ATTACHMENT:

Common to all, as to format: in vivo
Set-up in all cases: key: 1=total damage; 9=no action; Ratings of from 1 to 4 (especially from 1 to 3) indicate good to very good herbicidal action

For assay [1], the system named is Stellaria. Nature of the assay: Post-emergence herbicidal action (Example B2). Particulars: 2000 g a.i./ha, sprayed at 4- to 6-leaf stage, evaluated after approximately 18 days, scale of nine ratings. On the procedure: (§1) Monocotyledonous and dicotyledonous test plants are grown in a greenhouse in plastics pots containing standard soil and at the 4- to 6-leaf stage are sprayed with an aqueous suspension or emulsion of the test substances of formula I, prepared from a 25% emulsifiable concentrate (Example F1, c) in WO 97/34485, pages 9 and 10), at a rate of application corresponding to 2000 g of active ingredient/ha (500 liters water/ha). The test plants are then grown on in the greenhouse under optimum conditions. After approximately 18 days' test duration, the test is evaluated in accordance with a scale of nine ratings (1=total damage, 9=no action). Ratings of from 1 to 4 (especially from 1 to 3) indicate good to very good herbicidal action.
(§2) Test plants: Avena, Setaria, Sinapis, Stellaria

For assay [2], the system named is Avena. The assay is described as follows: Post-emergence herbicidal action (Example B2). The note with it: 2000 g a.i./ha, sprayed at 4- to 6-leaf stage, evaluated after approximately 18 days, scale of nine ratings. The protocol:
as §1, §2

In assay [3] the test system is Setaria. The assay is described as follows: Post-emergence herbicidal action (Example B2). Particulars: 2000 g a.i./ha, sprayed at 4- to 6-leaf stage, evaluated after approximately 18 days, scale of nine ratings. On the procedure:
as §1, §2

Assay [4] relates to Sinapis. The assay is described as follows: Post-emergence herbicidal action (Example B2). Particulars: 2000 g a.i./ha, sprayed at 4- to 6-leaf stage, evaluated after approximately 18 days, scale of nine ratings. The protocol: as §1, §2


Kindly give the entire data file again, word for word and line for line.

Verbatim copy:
Common to all, as to format: in vivo
Set-up in all cases: key: 1=total damage; 9=no action; Ratings of from 1 to 4 (especially from 1 to 3) indicate good to very good herbicidal action

For assay [1], the system named is Stellaria. Nature of the assay: Post-emergence herbicidal action (Example B2). Particulars: 2000 g a.i./ha, sprayed at 4- to 6-leaf stage, evaluated after approximately 18 days, scale of nine ratings. On the procedure: (§1) Monocotyledonous and dicotyledonous test plants are grown in a greenhouse in plastics pots containing standard soil and at the 4- to 6-leaf stage are sprayed with an aqueous suspension or emulsion of the test substances of formula I, prepared from a 25% emulsifiable concentrate (Example F1, c) in WO 97/34485, pages 9 and 10), at a rate of application corresponding to 2000 g of active ingredient/ha (500 liters water/ha). The test plants are then grown on in the greenhouse under optimum conditions. After approximately 18 days' test duration, the test is evaluated in accordance with a scale of nine ratings (1=total damage, 9=no action). Ratings of from 1 to 4 (especially from 1 to 3) indicate good to very good herbicidal action.
(§2) Test plants: Avena, Setaria, Sinapis, Stellaria

For assay [2], the system named is Avena. The assay is described as follows: Post-emergence herbicidal action (Example B2). The note with it: 2000 g a.i./ha, sprayed at 4- to 6-leaf stage, evaluated after approximately 18 days, scale of nine ratings. The protocol:
as §1, §2

In assay [3] the test system is Setaria. The assay is described as follows: Post-emergence herbicidal action (Example B2). Particulars: 2000 g a.i./ha, sprayed at 4- to 6-leaf stage, evaluated after approximately 18 days, scale of nine ratings. On the procedure:
as §1, §2

Assay [4] relates to Sinapis. The assay is described as follows: Post-emergence herbicidal action (Example B2). Particulars: 2000 g a.i./ha, sprayed at 4- to 6-leaf stage, evaluated after approximately 18 days, scale of nine ratings. The protocol: as §1, §2